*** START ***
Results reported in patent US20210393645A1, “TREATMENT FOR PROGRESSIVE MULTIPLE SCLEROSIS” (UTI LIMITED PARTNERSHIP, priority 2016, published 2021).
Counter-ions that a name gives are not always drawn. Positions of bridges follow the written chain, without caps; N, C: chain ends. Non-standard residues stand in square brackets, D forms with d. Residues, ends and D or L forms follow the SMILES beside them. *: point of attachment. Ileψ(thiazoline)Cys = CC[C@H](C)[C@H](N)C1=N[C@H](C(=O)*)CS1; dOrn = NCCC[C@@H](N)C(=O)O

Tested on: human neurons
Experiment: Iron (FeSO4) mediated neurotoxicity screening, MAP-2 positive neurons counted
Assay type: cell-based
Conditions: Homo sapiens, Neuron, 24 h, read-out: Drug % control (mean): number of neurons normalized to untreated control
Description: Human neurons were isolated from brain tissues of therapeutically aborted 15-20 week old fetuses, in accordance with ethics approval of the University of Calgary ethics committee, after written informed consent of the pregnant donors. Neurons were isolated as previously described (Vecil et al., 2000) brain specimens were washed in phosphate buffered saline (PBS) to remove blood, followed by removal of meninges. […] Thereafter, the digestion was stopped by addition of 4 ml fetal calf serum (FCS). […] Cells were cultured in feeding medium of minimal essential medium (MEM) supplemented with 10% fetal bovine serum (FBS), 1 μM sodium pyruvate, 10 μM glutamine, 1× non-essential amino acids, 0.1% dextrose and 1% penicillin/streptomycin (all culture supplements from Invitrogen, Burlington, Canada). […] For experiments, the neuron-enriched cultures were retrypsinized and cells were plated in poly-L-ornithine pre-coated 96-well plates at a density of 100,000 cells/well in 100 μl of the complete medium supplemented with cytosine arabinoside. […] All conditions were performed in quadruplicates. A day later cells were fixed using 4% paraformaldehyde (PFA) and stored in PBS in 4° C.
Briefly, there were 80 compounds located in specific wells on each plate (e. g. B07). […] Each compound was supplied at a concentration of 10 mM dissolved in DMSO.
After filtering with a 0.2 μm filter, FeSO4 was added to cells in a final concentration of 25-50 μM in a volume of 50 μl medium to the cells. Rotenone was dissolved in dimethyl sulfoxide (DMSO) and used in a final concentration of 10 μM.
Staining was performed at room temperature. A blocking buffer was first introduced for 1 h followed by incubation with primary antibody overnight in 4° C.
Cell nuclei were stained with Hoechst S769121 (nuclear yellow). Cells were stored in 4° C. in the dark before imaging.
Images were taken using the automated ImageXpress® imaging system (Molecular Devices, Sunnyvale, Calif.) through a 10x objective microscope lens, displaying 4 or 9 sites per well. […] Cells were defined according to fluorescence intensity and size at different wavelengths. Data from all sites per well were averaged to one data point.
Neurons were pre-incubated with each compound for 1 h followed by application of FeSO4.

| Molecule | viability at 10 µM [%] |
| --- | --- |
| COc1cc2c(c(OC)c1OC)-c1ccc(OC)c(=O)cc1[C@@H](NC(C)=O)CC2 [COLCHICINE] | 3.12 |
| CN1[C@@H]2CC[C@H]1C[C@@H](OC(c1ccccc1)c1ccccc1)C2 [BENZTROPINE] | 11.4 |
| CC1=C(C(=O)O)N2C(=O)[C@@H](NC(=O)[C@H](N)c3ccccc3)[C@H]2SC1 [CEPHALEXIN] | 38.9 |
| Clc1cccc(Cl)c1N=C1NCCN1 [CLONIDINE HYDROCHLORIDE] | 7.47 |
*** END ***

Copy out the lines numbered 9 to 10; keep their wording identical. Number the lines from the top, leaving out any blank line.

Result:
After filtering with a 0.2 μm filter, FeSO4 was added to cells in a final concentration of 25-50 μM in a volume of 50 μl medium to the cells. Rotenone was dissolved in dimethyl sulfoxide (DMSO) and used in a final concentration of 10 μM.
Staining was performed at room temperature. A blocking buffer was first introduced for 1 h followed by incubation with primary antibody overnight in 4° C.